We’ve noted that the Asian Pacific American Law Students Association at the University of California, Davis, has asked the Supreme Court to reconsider its earlier denial and posthumously admit Chang to the bar, and that the request has been supported by the State Senate and by one of Chang’s great nieces.

The opinion in In re Hong Yen Chang on Admission can be viewed Monday starting at 10:00 a.m.

March 13, 2015

Another successful post-calendaring continuance request

The Marriage of Davis argument is being continued from the April calendar to the court’s early May calendar based on a request filed by appellant’s counsel a week after the case was scheduled for argument.  We’re not going to stop advising counsel to tell the court before a case is calendared about their unavailability, but it does seem that the court is becoming more accommodating of those who ignore the advice.

March 11, 2015

Supreme Court grants a rehearing petition [UPDATED]

The Supreme Court today granted a petition for rehearing in the death penalty case of People v. Grimes.  As noted, rehearing in Grimes, although not necessarily expected, is not startling either.  In January, the court divided 4-3 on whether there was prejudicial error at the penalty phase of the trial and one of the justices in the majority — Marvin Baxter — has retired and been replaced.  Also replaced was the pro tem Court of Appeal justice who voted with the dissenters.  The court’s docket does not yet show who voted for rehearing, but we assume it was dissenting Justices Kathryn Werdegar and Goodwin Liu along with new Justices Mariano-Florentino Cuéllar and Leondra Kruger.  Cuéllar and Kruger replaced retired Justice Baxter and the pro tem justice and were thus able to rule on the rehearing petition.

We’ve called the grant of a rehearing petition “one of the rarest of rarities at the Supreme Court.”  And, indeed, we believe that the Supreme Court hasn’t granted rehearing in almost 20 years, when it did so in May 1996 in American Academy of Pediatrics v. Lungren (1996) 51 Cal.Rptr.2d 201.  However, the conditions are right when, as in Grimes and American Academy of Pediatrics, a court in transition issues a divided decision and a justice in the majority is replaced before a rehearing petition is ruled on.  Those conditions still exist in four cases besides Grimes (see here, here, and here):  Johnson v. California Department of Justice, People v. Johnson, People v. Mosley, and Berkeley Hillside Preservation v. City of Berkeley.  It would not be surprising to see another rehearing grant within the next few months.

[8:10 p.m. Update:  We’ve now seen the order granting the rehearing petition and our assumption is correct — the votes for rehearing were by Justices Werdegar, Liu, Cuéllar, and Kruger.]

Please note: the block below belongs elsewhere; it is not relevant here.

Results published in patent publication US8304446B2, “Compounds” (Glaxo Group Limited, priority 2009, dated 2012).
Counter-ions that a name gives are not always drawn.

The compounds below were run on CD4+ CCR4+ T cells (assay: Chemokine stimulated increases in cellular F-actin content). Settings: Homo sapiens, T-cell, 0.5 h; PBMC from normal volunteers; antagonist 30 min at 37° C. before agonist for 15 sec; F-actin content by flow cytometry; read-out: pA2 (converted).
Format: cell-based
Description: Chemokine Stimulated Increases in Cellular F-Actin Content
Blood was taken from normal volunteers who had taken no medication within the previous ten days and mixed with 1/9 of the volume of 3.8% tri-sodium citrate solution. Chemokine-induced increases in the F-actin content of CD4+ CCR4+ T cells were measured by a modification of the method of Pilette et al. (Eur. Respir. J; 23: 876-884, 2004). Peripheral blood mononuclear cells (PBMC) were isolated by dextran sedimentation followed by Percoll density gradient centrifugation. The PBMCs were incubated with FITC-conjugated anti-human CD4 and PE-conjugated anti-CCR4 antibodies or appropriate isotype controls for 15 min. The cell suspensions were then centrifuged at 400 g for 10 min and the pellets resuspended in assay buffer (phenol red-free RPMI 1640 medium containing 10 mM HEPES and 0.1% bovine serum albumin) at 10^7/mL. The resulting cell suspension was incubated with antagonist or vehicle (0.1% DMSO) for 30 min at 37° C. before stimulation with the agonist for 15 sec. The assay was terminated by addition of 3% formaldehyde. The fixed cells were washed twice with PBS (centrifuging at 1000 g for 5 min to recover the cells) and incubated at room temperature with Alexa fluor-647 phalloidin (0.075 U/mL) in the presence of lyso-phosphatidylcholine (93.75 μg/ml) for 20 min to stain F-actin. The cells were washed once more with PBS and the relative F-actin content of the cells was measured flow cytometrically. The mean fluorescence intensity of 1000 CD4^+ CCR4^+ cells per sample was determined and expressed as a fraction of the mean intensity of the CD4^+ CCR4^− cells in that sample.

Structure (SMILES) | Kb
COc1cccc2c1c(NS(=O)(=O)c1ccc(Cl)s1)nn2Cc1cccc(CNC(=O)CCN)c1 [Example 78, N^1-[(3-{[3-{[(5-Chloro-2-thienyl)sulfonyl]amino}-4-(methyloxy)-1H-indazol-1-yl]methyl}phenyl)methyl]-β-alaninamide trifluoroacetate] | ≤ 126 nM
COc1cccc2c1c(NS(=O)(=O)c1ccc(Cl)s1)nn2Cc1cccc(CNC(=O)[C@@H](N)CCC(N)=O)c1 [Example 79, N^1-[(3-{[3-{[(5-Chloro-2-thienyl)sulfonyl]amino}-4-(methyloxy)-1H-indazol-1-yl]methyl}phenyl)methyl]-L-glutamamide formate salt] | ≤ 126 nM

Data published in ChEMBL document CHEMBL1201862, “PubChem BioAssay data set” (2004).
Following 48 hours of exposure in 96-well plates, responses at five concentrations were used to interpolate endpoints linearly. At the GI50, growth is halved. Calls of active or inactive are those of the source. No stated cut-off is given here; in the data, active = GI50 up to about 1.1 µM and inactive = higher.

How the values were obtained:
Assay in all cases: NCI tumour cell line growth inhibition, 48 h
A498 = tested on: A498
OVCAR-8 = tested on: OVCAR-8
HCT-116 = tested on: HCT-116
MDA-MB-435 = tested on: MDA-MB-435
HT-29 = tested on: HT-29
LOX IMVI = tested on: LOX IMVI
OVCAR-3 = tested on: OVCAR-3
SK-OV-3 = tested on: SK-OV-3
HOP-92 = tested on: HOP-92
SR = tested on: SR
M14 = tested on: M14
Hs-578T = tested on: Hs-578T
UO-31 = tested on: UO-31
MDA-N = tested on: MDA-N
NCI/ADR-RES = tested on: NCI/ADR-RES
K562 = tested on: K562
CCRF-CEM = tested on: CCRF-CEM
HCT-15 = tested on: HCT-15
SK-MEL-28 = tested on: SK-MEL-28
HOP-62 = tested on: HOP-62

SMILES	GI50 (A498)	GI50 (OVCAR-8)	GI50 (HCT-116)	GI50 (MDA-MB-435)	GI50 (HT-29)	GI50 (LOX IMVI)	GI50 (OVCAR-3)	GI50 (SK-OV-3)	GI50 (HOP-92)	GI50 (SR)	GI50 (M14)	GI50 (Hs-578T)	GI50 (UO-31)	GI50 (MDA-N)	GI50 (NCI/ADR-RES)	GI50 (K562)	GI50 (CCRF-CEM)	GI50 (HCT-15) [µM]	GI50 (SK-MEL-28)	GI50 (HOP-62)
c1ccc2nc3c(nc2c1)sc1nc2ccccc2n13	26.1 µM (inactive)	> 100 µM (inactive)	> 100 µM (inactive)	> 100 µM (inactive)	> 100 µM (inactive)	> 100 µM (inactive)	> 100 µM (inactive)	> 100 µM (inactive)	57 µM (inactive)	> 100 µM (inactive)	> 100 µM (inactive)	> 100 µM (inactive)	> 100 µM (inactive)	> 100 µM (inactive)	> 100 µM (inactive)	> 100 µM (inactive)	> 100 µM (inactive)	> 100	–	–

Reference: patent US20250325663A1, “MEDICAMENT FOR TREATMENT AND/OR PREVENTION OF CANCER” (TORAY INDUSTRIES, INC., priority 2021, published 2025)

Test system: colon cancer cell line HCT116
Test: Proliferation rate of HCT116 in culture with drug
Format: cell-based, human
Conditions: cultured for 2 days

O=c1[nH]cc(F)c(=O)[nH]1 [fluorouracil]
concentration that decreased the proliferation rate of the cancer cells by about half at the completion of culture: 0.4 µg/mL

March 10, 2015

Bait-and-switch petitions for review

If done right, your petition for review will normally have a different focus than your Court of Appeal brief had, or than your Supreme Court brief on the merits will have (if you’re skilled and lucky enough to have one of the very few petitions that are granted).  Generally, the emphasis of the petition for review should be selling the Supreme Court on the importance of the issue(s) instead of trying to convince the court how the issue(s) should be resolved.  You’ve cogently explained that the Court of Appeal decided your appeal incorrectly?  Nice.  However, that alone and $1 will probably get you only a cup of coffee, not review.

Petition for review writers can look to the Ninth Circuit for inspiration.  When the federal Court of Appeals asks the Supreme Court to answer a state law question, it — like a litigant petitioning for review — needs to convince the Supreme Court that the court’s limited time will be well spent answering the question.  We don’t know if the Ninth Circuit’s latest requests will be favorably received, but they did hit the right notes.  Besides playing the comity card, the Court of Appeals’ sales pitch in one was that “no controlling California precedent answers any of the certified questions” and that the questions “are of extreme importance to tens of thousands of employees in California.”  In the other, the Ninth Circuit said decision of the issue “could transform the terrain of California trust law.”

Erin Coe today writes on Law360.com [subscription] about what makes a good petition for review in “5 Ways To Get Your Calif. Petition For Review Granted.”

Sometimes a successful petition for review will involve a little, shall we say, puffing. Maybe the petition will overstate just a bit the uncertainty in the law and tell the Supreme Court that only its guidance can save the lower courts and the bar from hopeless chaos. Then, once review is granted, the opening brief on the merits will explain to the court that there’s obviously only one way to resolve the issue and that no rational being could possibly believe otherwise.

However, there are other times when the disconnect between the petition for review and the merits briefing is not so much puffing as it is bait-and-switch.  For example, a litigant might get the court’s attention with a review-worthy issue, but then, in its brief on the merits, argue for reversing the Court of Appeal based on a different and much less important ground.  People v. Mosley, decided last week, might fall into that latter category.